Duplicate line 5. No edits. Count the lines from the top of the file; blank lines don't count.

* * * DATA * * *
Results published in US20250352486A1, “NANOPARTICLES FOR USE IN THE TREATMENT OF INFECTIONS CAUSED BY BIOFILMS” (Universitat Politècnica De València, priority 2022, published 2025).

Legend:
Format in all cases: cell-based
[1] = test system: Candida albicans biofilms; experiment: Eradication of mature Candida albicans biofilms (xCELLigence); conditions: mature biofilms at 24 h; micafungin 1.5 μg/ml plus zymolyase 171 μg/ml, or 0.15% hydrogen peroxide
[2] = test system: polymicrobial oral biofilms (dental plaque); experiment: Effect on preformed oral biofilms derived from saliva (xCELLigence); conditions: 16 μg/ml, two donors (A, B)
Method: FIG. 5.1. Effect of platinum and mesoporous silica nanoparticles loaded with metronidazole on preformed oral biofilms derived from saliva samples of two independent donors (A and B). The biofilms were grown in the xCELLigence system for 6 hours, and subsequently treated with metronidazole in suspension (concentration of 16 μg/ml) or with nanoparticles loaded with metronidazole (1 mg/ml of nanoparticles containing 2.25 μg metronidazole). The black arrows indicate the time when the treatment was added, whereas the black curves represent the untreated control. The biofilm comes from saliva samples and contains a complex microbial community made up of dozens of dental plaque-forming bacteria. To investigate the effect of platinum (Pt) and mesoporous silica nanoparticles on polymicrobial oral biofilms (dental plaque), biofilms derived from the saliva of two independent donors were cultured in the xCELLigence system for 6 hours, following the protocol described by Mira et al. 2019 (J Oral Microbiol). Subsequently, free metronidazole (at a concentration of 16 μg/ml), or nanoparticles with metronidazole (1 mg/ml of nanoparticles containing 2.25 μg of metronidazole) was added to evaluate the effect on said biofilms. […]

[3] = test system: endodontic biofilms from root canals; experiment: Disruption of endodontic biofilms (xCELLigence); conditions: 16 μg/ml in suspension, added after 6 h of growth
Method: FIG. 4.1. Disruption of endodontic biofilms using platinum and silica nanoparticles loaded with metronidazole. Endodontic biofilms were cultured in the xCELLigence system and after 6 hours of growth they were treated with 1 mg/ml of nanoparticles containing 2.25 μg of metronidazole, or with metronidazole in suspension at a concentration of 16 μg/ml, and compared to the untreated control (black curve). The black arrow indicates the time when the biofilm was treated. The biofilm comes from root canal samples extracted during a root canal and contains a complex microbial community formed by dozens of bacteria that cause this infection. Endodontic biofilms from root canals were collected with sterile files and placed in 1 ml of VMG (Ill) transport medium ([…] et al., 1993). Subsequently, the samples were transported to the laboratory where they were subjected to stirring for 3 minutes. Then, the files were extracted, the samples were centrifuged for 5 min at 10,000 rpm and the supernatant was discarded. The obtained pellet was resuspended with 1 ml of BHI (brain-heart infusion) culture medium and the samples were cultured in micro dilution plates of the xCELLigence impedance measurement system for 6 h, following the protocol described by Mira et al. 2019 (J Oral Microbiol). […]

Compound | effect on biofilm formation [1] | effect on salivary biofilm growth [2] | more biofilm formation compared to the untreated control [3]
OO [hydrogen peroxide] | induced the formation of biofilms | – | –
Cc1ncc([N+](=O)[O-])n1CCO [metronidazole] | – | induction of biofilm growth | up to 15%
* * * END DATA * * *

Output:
[2] = test system: polymicrobial oral biofilms (dental plaque); experiment: Effect on preformed oral biofilms derived from saliva (xCELLigence); conditions: 16 μg/ml, two donors (A, B)